Visitor services in national parks, forest open for summer


With two dozen campgrounds to choose from in Sequoia and Kings Canyon National Parks, Giant Sequoia National Monument, and Sequoia National Forest, it seems like there would be room for everyone. But not on a holiday weekend.

So for those who don’t have reservations, it would be best to arrive at the first-come, first-served sites as early as possible today (Friday, May 27) to grab a spot. 

A change is in store this year at Big Meadows Campground in Giant Sequoia National Monument where the previously free sites now will be available for a fee. All sites at the campground will still be on a first-come, first-served basis.

All campgrounds, visitor centers, and concession services such as food and lodging are now open for the summer season. 

The Sequoia Shuttle is making the rounds from Visalia to Giant Forest (for a fee) and offers free shuttle service in Sequoia from Wuksachi Lodge to Giant Forest Museum and all the points of interest along the way.

Two things visitors won’t find in Sequoia and Kings Canyon National Parks is cell-phone service and gas stations. Phone booths are at various locations throughout the parks; gas is available in the communities outside of the parks and at Hume Lake and Stony Creek in Giant Sequoia National Monument.

California recently experienced four years of severe drought, which took a toll on trees in the Sierra Nevada forests. Be mindful of dead trees when camping, picnicking, or recreating. Branches or entire trees may fall without warning.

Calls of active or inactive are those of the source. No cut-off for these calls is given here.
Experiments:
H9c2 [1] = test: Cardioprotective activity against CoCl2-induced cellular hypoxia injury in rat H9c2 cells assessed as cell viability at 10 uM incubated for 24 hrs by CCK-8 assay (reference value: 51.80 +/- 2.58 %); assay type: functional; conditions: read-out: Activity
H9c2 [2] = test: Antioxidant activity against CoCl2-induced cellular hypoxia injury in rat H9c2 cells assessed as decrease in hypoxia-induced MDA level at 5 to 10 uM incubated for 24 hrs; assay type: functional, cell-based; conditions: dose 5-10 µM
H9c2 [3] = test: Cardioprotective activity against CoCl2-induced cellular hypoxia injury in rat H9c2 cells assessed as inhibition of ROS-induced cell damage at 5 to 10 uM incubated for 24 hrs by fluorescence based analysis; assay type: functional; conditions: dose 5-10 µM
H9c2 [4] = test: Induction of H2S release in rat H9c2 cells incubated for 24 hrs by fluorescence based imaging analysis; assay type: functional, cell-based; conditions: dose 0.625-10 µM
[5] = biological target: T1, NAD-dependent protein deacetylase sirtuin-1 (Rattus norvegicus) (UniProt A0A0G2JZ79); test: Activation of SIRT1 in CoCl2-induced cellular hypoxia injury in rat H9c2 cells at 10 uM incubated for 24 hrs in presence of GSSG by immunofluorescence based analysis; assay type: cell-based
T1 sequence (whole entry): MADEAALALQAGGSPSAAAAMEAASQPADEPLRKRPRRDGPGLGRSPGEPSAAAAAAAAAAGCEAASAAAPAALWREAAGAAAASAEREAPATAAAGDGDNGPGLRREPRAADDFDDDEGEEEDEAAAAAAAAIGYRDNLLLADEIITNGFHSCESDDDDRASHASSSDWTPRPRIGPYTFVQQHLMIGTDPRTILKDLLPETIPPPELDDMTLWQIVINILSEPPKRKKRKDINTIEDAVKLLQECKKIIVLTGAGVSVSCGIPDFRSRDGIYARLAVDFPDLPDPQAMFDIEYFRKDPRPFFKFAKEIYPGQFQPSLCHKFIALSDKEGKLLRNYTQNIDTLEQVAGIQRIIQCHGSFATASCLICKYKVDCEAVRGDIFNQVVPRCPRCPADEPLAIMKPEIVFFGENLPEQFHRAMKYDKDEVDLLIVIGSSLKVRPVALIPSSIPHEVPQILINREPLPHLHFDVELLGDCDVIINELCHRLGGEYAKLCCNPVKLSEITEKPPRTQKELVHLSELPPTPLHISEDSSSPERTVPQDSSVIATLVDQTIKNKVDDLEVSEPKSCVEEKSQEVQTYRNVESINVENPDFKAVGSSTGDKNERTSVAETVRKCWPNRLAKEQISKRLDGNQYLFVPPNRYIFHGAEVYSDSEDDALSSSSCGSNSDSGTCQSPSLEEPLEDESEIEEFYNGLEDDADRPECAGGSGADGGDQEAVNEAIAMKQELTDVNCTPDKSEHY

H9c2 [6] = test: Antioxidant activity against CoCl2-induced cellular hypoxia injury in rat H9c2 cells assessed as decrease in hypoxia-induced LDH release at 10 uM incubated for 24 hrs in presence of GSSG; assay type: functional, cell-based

Whether driving or hiking in the Sierra, be prepared for inclement weather. The weather forecast is predicting some unstable weather in the mountains over the weekend with a chance of thunderstorms on Saturday. In stormy weather, it is advised to stay off of Moro Rock or any other high, exposed location to avoid being struck by lightning.

In Sequoia National Forest, some backroads and trails remain closed due to last year’s devastating Rough Fire. Portions of Converse Basin, including the road and trail to the Boole Tree, remain closed due to hazards created by the fire. The area between Mill Flat Creek north to Verplank Ridge, areas east of Hume Lake and north of Burton Pass, and all of the Monarch Wilderness remain under a Rough Fire closure.

Interpretive programs will be taking place throughout the parks and forest. Check in at campground kiosks or visitor centers for information and schedules.

The leading cause of death in Sequoia and Kings Canyon National Parks is drowning. The area’s waterways are currently brimming with snowmelt and running fast and cold.

Rocks are water-polished smooth near the banks of the rivers and streams and are extremely slippery, especially when wet. Enjoy the water from afar and always keep children close by.

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